Featured Research

from universities, journals, and other organizations

Student-designed Device Provides New Way To Track Calorie Burning

Date:
March 16, 2009
Source:
Georgia Institute of Technology
Summary:
Students have crafted a device that allows individuals to constantly compute the amount of calories they burn -- even as they sleep.

A group of Georgia Tech students has crafted a device that allows individuals to constantly compute the amount of calories they burn – even as they sleep.
Credit: Image courtesy of Georgia Institute of Technology

Counting calories that burn through activity is a constant quandary.

One can only run on a treadmill so long, watching intently as the pedometer reads out the number of calories melted during a session of exercise. Not to mention the question of how many calories are burned through basic daily movements and even during sleep.

But technology – and youthful ambition – is presenting a round-the-clock solution for those consumed with this calculation.

A group of Georgia Tech students has crafted a device that allows individuals to constantly compute the amount of calories they burn – even as they sleep.

“It’s a completely converged device,” said Garrett Langley, 21, a senior in the School of Electrical and Computer Engineering (ECE) who spearheaded the project. “It’s a single unit that provides complete fitness monitoring and management.”

Dubbed HappyHR, the instrument is a personal monitor that allows users to measure and compare day-to-day physical and caloric activity. The name is a reference to the euphoric feeling that follows an intense round of exercise – the “happy hour.”

The small, rectangular-shaped instrument straps to the wrist or ankle, gathering data related to heart rate and exercise. The information is then transferred via Bluetooth to a PC, where the statistics can be analyzed through Web-based software.

Although the device focuses on calorie counting, Langley envisions more thorough health applications including respiratory and glucose monitoring.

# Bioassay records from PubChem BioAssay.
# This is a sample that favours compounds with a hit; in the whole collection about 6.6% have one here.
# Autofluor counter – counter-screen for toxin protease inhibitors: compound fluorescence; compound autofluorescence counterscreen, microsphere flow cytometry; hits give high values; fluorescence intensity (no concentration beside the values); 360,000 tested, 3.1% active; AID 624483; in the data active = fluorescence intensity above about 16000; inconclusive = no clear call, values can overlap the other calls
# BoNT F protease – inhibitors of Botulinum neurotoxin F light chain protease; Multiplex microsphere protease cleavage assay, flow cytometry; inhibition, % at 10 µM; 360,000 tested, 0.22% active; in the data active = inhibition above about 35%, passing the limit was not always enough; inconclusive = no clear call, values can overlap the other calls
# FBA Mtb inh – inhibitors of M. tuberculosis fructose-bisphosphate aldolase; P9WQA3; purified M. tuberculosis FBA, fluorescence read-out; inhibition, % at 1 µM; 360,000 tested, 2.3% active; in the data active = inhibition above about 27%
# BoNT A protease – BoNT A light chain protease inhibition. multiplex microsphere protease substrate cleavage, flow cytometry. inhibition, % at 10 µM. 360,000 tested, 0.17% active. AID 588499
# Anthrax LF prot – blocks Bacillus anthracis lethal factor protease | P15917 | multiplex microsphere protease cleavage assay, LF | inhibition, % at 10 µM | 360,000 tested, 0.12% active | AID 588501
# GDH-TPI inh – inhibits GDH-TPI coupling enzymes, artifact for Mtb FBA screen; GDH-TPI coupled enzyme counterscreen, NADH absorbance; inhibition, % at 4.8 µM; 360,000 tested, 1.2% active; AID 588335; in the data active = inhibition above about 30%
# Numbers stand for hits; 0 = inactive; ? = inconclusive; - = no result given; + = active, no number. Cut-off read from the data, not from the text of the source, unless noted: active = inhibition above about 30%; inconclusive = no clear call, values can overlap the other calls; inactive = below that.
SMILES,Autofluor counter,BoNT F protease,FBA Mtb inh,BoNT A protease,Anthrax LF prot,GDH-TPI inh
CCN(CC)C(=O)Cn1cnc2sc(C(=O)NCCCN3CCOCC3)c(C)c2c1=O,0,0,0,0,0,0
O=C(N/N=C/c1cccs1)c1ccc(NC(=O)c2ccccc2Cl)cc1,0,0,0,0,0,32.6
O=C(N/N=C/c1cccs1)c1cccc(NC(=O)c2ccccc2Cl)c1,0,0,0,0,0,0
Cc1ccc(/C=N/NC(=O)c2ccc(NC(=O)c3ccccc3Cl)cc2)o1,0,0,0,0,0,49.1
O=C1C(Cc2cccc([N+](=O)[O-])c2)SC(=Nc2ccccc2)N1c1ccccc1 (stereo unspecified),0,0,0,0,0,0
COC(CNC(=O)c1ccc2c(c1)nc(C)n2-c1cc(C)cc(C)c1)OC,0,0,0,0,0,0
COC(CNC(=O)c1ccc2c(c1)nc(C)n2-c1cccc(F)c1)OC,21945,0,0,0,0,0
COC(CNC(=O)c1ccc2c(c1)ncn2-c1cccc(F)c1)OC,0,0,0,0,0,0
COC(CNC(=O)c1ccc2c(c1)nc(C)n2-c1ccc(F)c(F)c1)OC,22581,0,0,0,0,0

This tool began as a senior design project for Langley, who viewed a marketplace that was lacking such technology coupled with a results-hungry populace eager for more health information. An aspiring entrepreneur, he also found that it provided an organic way for him to develop a business.

An avid runner, Langley himself was frustrated at the challenge of quantifying fitness results.

“I saw that there was a huge gap in the market,” he said. “There are simple $30 pedometers, and there’s nothing in between that and $400 health monitors.”

Comparatively, HappyHR should carry a $100 price tag if it becomes commercially available.

Shortly after conceiving the idea, the development process became an interdisciplinary endeavor incorporating several colleges at Georgia Tech.

Fellow electrical engineering student John Hamilton, biomedical engineering students Stephen Mann and Nathan Kumar and industrial design student Stuart Lawder all contributed their expertise to actualizing Langley’s concept.

The result: a deft and subtle device that resembles a compact MP3 player more than fitness monitoring technology.

The project, and the fortitude behind it, has impressed Steve Chaddick, Tech alumnus and chairman of the ECE Advisory Board. Chaddick has served as a mentor to Langley and his team, lending his advice to both the design and business plan process.

“It’s a terrific opportunity to promote what I believe in engineering education,”

Chaddick said. “We should be teaching the ‘why’ before the ‘what,’ so to speak. It’s been very satisfying for me personally.”

Langley is finalizing the HappyHR prototype and beginning discussions with manufacturers. His goal is to make HappyHR commercially available some time this fall.